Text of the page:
Nepal Govt, Maoists hold talks on future politics
Nepal government and the Maoists on Friday sat face-to-face for the talks for the first time after the two rounds of parleys between both sides failed in 2001 and 2003 respectively.india Updated: May 27, 2006 03:15 IST
Three weeks after the GP Koirala-led multi-party alliance came to power, the Nepal government and Maoists on Friday had their first round of talks and finalized a 25-point of conduct to end the decade-old rebel insurgency and agreed to hold early Constituent Assembly elections.
"The talks were held in a very cordial atmosphere and we can now move towards the Constituent Assembly in a short period," Home Minister Krishna Sitoula, leading the government delegation at the talks, told reporters after six hours of talks at a luxurious resort at Gokarna in eastern Kathmandu.
"The talks will lead to forward-looking outlay and restore sustainable peace in the country", he said.
"We have agreed to the main political agenda of holding constituent assembly elections. We have agreed to hold constituent assembly elections in the very first dialogue, which never happened in the past," said Maoist chief negotiator Krishna Bahadur Mahara.
"This time, the talks are being held in a different atmosphere mainly due to two reasons, the popular movement and t he 12-point understanding reached with the Seven Party Alliance," he said.
Sitoula and Mahara said the two sides agreed to follow the 25-point code of conduct as they continue talks.
No date has been set for the next round of peace talks but the two sides said it would take place soon.
Both teams had three members each representing the talks. Other members of the Government's team are Minister for Tourism and Civil Aviation Pradip Gyawali and Minister of State for Labour and Transport Ramesh Lekhak.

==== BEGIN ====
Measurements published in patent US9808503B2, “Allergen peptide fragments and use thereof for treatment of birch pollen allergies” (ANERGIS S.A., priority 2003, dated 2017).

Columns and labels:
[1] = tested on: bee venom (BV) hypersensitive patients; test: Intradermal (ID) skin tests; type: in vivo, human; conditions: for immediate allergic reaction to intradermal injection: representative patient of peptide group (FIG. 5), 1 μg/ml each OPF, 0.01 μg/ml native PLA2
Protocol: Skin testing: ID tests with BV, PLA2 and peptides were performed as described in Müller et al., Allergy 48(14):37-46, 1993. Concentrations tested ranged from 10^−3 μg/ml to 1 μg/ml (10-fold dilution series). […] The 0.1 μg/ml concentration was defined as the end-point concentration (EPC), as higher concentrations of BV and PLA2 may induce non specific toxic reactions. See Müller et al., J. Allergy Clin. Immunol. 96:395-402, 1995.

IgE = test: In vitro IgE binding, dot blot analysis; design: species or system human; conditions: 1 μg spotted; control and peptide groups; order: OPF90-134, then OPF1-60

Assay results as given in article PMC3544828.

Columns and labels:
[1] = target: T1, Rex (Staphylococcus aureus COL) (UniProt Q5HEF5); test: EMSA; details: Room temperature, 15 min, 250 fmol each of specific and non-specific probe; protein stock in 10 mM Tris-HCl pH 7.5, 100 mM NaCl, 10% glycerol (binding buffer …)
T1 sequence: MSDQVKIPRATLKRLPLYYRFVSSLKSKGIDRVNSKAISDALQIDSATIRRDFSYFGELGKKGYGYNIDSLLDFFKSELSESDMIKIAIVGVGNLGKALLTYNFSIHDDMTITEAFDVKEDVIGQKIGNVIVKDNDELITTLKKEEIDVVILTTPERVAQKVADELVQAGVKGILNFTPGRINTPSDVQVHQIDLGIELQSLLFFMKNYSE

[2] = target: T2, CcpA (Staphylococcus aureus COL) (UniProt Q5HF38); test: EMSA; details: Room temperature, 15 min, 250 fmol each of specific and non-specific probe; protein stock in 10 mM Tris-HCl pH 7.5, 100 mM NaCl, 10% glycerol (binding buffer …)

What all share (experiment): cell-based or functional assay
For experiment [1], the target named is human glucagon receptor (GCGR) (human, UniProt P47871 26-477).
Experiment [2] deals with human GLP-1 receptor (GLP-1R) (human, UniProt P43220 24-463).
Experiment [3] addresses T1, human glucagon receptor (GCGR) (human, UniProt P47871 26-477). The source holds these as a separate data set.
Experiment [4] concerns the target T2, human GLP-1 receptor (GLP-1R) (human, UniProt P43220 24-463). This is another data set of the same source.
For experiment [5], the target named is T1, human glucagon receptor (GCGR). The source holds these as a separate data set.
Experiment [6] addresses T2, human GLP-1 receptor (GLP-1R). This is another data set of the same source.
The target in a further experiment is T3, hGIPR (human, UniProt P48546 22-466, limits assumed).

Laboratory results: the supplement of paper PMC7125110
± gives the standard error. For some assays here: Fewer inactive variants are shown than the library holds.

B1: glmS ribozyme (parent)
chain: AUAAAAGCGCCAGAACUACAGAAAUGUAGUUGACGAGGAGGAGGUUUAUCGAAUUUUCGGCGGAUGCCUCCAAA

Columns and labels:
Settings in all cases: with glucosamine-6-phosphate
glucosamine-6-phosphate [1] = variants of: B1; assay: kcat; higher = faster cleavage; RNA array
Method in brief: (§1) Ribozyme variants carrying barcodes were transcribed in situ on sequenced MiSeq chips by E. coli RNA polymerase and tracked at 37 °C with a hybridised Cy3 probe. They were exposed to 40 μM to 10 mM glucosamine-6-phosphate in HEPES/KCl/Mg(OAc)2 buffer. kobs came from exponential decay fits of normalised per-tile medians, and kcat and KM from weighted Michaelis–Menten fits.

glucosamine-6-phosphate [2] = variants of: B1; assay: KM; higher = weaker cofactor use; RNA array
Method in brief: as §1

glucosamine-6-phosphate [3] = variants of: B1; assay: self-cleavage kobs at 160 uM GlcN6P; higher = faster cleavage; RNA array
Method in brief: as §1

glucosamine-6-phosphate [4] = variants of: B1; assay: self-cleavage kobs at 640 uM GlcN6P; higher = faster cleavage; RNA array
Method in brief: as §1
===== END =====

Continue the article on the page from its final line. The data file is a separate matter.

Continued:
Besides Mahara, the Maoist team has Dinanath Sharma and Dev Gurung as members.
This was the first formal meeting between the two sides after the Girija Prasad Koirala government came to power last month following a 19-day agitation by the seven-party alliance that forced King Gyanendra to give up his 14-month absolute rule.
Nepal government and the Maoists on Friday sat face-to-face for the talks for the first time after the two rounds of parleys between both sides failed in 2001 and 2003 respectively.
Prime Minister Koirala and Mahara met earlier in the day and decided to kick-start the peace talks.
Mahara called on Koirala at his official residence and the two sides agreed to start the dialogue, sources said.
"Since the country's fate and future is linked to the talks, the government is working seriously to make it successful," Gyawali said before the talks began.
Lekhak earlier said "this time the talks will be held in a cordial atmosphere and in a serious manner. We want a dialogue that is result oriented."
This round of talks will lays the ground for a final round of negotiations between the Prime Minister and Maoist Chairman Prachanda.